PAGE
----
Book Reviews, Contemporary

The Vegetarian – Han Kong Review

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Rating: ★★★★

This book was recommended to me by a friend who absolutely loved it, and  I was intrigued by it because she had said she found it difficult to describe properly. To put it simply, this is a book about a woman who spontaneously decides to become a vegetarian,  and the effects of this decision. The novel actually touches upon issues such as women’s place in society, freedom, identity and mental health.

Yeong-hye and her husband have an ordinary and average life. They are ordinary and average people. That is why Yeong-hye’s decision to stop eating meat shocks her husband so much. In the first section of the novel, that is narrated by him, he tries and fails to understand his wife’s decision to change her eating habits, and how she can completely disregard his comfort, and her own appearance. He is angry that she would make such a decision without running it by him first, subject him to her dietary choices, and frankly, make any decision by herself. The subsequent two sections of the novel are also narrated by those close to Yeong-hye: her brother-in-law and her sister, as Yeong-hye is admitted into psychiatric care multiple times.

Although this is about Yeong-hye’s choice to stop eating meat, it is actually about much more than that. From the first section onwards, we see that what is really shocking to people is that she has made any decision for herself at all, that she stands by it, and that she defies tradition – her family are a family of meat-lovers, and even try to force feed her at a family dinner. Eventually, Yeong-hye’s lifestyle becomes even more radical, as her whole identity changes and she begins to become more and more like a plant, stripping to absorb sunlight and insisting that she doesn’t need food, only water. Although her decisions are seen by others as a sign of lunacy, by the end of the novel, in the section narrated by her sister, we wonder which character is most trapped.

I have read some modernist works before, and the style of writing in The Vegetarian is quite simple, so I didn’t find the novel too difficult to grasp. In fact, I read it in one day as it is quite short. I enjoyed the symbolism and the way it addressed themes such as women’s subjugation. I think that it approached this theme really well, as we see different aspects of control over women throughout the book, w whether it is her Yeong-hye’s husband’s expectation that his wife always think of his feelings first and put them before her own, her father’s violence, her brother-in-law’s obsession with her, or her sister’s doubt over how her sister is being treated.. We also barely see Yeong-hye speak herself, and her story is wholly told by those around her. However, I am grateful that this book wasn’t longer. By the end of the novel, I was starting to, not lose my way, but grow a bit tired of symbolism and allegory and wanted to return to my usual explicit action and plot. I was starting to read faster just to get ahead in the book, and so I think that I probably will have missed details in the final chapter, which I will probably return to so that I can really look at it properly.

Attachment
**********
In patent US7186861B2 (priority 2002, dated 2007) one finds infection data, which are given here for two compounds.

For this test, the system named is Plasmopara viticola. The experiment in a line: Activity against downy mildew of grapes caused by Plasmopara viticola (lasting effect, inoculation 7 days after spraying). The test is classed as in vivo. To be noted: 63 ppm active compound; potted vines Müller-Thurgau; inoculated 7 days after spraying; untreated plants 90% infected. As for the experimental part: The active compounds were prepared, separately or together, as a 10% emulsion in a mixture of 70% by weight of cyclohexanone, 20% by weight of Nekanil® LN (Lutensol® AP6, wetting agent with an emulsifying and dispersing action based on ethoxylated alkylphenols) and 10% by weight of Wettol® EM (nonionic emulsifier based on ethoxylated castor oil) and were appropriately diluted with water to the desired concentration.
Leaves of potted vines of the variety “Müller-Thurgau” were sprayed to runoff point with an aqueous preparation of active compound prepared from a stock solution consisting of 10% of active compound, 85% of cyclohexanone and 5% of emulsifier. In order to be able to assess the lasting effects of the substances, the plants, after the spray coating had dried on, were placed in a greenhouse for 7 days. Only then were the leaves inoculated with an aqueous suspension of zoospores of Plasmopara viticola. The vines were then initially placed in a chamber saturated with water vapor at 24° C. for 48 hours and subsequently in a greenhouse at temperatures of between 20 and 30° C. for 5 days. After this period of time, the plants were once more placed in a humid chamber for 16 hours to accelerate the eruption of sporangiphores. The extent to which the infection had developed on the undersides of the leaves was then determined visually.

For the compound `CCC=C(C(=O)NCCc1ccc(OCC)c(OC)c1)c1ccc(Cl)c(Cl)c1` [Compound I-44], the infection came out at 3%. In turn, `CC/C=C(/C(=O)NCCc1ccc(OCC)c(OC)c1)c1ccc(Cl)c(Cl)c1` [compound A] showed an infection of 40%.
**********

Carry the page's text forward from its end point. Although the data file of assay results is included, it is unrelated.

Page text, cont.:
Overall, I can see why this book made such waves when it first came out, and why it is receiving so much attention. It looks at various themes about women and society through the lenses of different characters, and really makes you think about how they play out in reality. Although I started to get bored towards the end, I put that down mainly to the fact that I wanted to finish the book by the end of the night. Whilst modernism isn’t for everyone and can be a bit difficult to get your head around or get back into if, like me, you studied modernist texts as a student, but this book at just under 200 pages isn’t too much to handle in my opinion, and unlike some older classics in modern fiction, its prose isn’t rambling or confusing at all, so it might be a good place to start.